The IMF trims its economic growth forecast again as the U.S.-China trade war continues, Brexit worries linger and inflation remains muted.Economyread more
Citigroup thinks Tesla investors hoping for a post-earnings rally later this week should scrutinize a pair of related financial metrics.Investingread more
Olive branches were extended from both China and the U.S. as the two nations are set to restart face-to-face trade negotiations after a monthlong truce.Marketsread more
Coca-Cola topped Wall Street's expectations for earnings and revenue.Food & Beverageread more
New disclosures show Facebook and Amazon each spent more than $4 million on lobbying activity in the second quarter of 2019.Technologyread more
Boris Johnson, one of the biggest voices in the Brexit movement, wins the Conservative Party leadership race by a 2-1 margin.Europe Politicsread more
Disney can nearly double its earnings by 2024, Morgan Stanley said in a note to clients on Tuesday.Investingread more
Amazon is expected to report its second-quarter earnings on Thursday.Investingread more
The largest residential brokerage company in the U.S. is partnering with the largest online retailer in a strategy to boost sales for both.Real Estateread more
Here are the biggest calls on Wall Street on TuesdayInvestingread more
Canaccord Genuity's Tony Dwyer believes stocks are about to fall as much as 5% from their all-time highs.Trading Nationread more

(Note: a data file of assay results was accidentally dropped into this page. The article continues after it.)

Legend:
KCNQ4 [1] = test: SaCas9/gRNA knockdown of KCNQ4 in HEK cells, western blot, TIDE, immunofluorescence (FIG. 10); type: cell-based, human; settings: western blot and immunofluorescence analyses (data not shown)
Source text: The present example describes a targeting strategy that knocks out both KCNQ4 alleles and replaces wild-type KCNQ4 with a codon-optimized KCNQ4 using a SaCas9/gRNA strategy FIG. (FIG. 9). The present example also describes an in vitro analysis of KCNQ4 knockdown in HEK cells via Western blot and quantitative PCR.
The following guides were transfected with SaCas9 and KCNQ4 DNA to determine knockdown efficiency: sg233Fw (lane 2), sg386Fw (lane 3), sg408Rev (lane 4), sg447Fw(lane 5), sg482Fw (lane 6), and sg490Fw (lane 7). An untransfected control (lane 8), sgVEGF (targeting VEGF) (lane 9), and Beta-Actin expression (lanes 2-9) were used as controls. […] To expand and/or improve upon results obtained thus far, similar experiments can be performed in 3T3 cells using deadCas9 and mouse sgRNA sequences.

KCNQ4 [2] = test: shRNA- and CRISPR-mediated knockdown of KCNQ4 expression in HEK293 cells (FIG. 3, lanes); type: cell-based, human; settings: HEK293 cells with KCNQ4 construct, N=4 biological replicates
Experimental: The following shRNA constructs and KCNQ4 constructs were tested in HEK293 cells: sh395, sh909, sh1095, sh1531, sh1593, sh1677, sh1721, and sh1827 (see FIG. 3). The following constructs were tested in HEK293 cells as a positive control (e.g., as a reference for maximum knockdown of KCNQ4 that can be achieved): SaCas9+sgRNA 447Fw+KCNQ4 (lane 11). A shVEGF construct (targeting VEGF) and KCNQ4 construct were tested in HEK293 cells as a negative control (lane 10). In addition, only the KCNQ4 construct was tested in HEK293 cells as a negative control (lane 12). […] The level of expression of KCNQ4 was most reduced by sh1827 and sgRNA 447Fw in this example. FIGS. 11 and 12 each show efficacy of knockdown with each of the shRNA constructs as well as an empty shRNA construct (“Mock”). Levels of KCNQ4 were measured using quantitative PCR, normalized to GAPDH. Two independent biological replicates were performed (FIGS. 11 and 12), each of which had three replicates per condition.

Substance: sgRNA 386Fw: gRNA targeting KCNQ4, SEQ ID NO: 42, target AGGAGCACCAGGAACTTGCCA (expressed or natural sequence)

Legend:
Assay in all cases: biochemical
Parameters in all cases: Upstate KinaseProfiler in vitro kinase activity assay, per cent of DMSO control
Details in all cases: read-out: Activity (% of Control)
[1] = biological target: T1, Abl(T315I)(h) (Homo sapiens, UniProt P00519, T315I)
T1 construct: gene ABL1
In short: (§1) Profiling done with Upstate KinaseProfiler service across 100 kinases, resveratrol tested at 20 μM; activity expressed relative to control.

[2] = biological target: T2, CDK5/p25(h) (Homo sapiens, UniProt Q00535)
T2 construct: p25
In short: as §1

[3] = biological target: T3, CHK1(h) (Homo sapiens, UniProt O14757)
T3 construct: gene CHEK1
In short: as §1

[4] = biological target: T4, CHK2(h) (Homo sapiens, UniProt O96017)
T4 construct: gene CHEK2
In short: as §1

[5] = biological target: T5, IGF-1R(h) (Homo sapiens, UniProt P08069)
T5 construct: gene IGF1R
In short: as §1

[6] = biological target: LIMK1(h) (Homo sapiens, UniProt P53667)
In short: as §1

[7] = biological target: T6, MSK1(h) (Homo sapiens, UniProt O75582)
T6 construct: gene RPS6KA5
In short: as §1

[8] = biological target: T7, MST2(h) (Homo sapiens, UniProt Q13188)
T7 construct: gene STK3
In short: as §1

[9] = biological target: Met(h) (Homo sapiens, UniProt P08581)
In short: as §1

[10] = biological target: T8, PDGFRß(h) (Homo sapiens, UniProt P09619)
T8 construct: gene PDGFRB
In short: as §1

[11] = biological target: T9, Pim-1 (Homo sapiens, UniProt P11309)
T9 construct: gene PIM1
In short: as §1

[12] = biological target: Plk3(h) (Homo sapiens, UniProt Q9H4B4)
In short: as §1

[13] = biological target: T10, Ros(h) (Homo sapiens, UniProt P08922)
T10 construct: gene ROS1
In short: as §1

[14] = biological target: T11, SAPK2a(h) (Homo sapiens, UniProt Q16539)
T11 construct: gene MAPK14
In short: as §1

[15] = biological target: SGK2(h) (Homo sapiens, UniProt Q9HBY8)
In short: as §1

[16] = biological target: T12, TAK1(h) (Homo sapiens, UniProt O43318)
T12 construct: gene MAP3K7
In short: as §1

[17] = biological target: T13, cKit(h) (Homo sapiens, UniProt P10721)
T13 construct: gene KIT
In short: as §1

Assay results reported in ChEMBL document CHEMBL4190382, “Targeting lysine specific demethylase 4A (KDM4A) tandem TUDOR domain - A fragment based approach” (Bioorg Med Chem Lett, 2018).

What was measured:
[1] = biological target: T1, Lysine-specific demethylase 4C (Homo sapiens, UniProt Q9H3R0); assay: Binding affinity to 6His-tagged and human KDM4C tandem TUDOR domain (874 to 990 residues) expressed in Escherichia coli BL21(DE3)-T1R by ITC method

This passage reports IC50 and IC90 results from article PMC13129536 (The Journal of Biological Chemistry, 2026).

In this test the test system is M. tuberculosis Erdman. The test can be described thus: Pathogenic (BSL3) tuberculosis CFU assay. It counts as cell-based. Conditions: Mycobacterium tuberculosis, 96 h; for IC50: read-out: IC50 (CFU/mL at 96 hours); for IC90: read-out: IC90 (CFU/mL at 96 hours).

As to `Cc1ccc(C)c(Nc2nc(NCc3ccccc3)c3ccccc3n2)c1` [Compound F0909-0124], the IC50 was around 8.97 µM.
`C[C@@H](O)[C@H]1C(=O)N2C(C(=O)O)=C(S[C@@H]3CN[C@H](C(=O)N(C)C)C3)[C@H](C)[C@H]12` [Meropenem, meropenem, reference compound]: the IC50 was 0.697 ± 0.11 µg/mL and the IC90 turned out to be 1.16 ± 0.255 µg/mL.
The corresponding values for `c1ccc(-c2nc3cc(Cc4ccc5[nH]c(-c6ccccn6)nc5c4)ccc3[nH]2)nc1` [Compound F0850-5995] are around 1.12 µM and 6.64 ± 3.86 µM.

While much of the nation still struggles to find homes for sale, Minneapolis is finally showing signs that sellers are back in the game. Inventory in the market was up 6.1 percent in May, according to the latest reading from the Minneapolis Area Association of Realtors. The only hitch: Buyer demand is slightly weaker than a year ago.
"Our fundamentals in the market continue to remain strong, those being affordable rates, low unemployment, a healthy housing affordability index and lower numbers of distressed sales," said Rod Helm, a sales associate with Coldwell Banker Burnet, and president of the Minnesota Association of Realtors. "Signs are that we remain in recovery, but at somewhat of a lower rate in 2014 than in 2013, which is a good thing."
Burnet said the main challenge this year has been a shortage of inventory in some categories, which recently is showing signs of easing some, bringing the market closer to a balanced market.
The bright spot is the vacation home market. Minnesota's lakes are still a strong sell and a distraction during the usually slow summer months in the twin cities of Minneapolis and St. Paul. Realtors in the area expect to see sales in the city pick up in the fall.
"Yes there's more inventory, but not in all areas or price points," said Emily Green, president of the Minneapolis Area Association of Realtors. "The lack of supply is really starting to weigh on consumers and on sales numbers. This market has been supply-constrained for long enough, but the trend is moving in a positive direction."
New listings in the Twin Cities in June were up 8.9 percent year over year. Signed contracts to buy existing homes, or so-called pending sales were basically flat.
The median price of an existing home in June was up 4.5 percent, a smaller increase than the national average, but Minneapolis did not see the huge boom to bust to recovery that some hotter markets did. The amount of time it took to sell a home was just 69 days, down nearly 7 percent from a year ago.
—By CNBC's Diana Olick